Of course, if the theory of evolution were a strictly scientific one, it would be of no interest to the Catholic Church. The evolutionary hypothesis, however, has a direct relevance to the Catholic faith for several reasons. First, the theory of evolution claims to explain the origin of the human race through purely natural causes, without any need for Divine intervention. Second, evolutionist ideas are being used as a supposedly ‘scientific basis’ for today’s wave of atheism, which is being promoted in the United States and Europe via television, movies, and books such as ‘The God Delusion’ by Richard Dawkins, and ‘God Is Not Great’ by Christopher Hitchens. Obviously, the Church must confront this pseudo-scientific challenge, not only to its teachings on Adam and Eve, but to its very existence. As Martin Lings points out in ‘Studies in Comparative Religion’, ‘More cases of loss of religious faith are to be traced to the theory of evolution…than to anything else’.


Because of this situation, Charles Darwin has come to play a crucial and controversial role in the ongoing struggle between truth and error. Many scholars who have studied Darwin’s writings, as well as many of his admirers, recognise that his supposedly scientific ideas were actually designed to minimise or eliminate belief in a Supreme Being. In her study, ‘Charles Darwin: Voyaging’, Janet Browne observes: ‘Where most men and women generally believed in some kind of design in nature – some kind of plan and order – and felt a deep-seated, mostly inexpressible belief that their existence had meaning, Darwin wanted them to see all life as empty of any divine purpose.’… Michael Ruse proclaims: ‘I am an ardent evolutionist… I must admit that… Evolution is a religion. This was true of evolution in the beginning, and it is true of evolution still today… Evolution is promulgated as a religion, as a secular religion, – a full-fledged alternative to Christianity.’…

As the Church has always taught, Adam and Eve prefigured Christ and His Mother Mary. Since both the birth of Mary and of Christ involved direct Divine intervention (Mary’s Immaculate Conception, and Christ’s conception through the power of the Holy Spirit), it is theologically sound to conclude that there was also direct Divine intervention in the formation of the bodies of Adam and Eve…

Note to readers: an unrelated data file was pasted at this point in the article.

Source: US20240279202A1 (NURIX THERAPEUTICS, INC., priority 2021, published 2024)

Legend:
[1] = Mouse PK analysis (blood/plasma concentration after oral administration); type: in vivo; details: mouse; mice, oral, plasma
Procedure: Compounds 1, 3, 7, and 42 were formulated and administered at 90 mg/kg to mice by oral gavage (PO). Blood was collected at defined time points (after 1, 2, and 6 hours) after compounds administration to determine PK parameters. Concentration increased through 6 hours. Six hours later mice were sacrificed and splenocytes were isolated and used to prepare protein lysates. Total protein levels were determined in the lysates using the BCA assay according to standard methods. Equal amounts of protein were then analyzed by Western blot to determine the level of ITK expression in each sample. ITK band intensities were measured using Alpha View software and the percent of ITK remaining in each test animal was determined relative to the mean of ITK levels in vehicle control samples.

Even today, scientists admit that there is much we do not know. During the last decade or two, astronomers, physicists, and cosmologists have concluded from their research that 95% to 98% of the universe consists of completely unknown forms of matter and energy. They refer to ‘dark matter’ and ‘dark energy’, not because it is dark, but because it is completely mysterious, has never been observed, and is not understood. If they are correct, they admittedly understand only a small fraction of the universe. But there is another alternative. Since ‘dark matter’ and ‘dark energy’ are unseen and mysterious, perhaps they do not really exist. It is possible that the calculations and conclusions of today’s scientists, based upon the Big Bang Theory are incorrect. Scientific theories about one-time events that took place before there were any human observers, are necessarily dubious in nature. And if such a theory was originally proposed in order to eliminate belief in a Creator, as was the theory of evolution, it is even more dubious.

There is another interesting aspect to this question. In his ‘The Descent of Man’, Darwin admitted that there was no evidence of any link between man and the animal kingdom among any of the living or extinct species of animals. But, he noticed, this ‘will not appear of much weight to those who, from general reasons, believe in the general principle of evolution’. Being a keen observer of human nature, Darwin realised that once anyone accepted the idea of evolution, the lack of evidence will not disturb him…

There is another paradox. When asked why no-one has ever seen evolution taking place, the evolutionist replies that it takes place too slowly to be observed. But when asked about the lack of fossil evidence, – the ‘missing links’ – he attributes that to the fact that the evolution took place too rapidly. Just as Darwin predicted, the lack of evidence is of little or no interest to confirmed evolutionists…

There is no reason to assume that the ‘modern’ idea about the origin of the human race is correct, simply because [at the moment] it has widespread support…historical truths [cannot] be ascertained by majority vote.”
– The above are excerpts of an article by Joseph H. Gehringer entitled “Modern Ideas versus Ancient Truths, Part I”, published in “Christ to the World”, English Edition, No 2 Mar-May 2009 Vol 54, Rome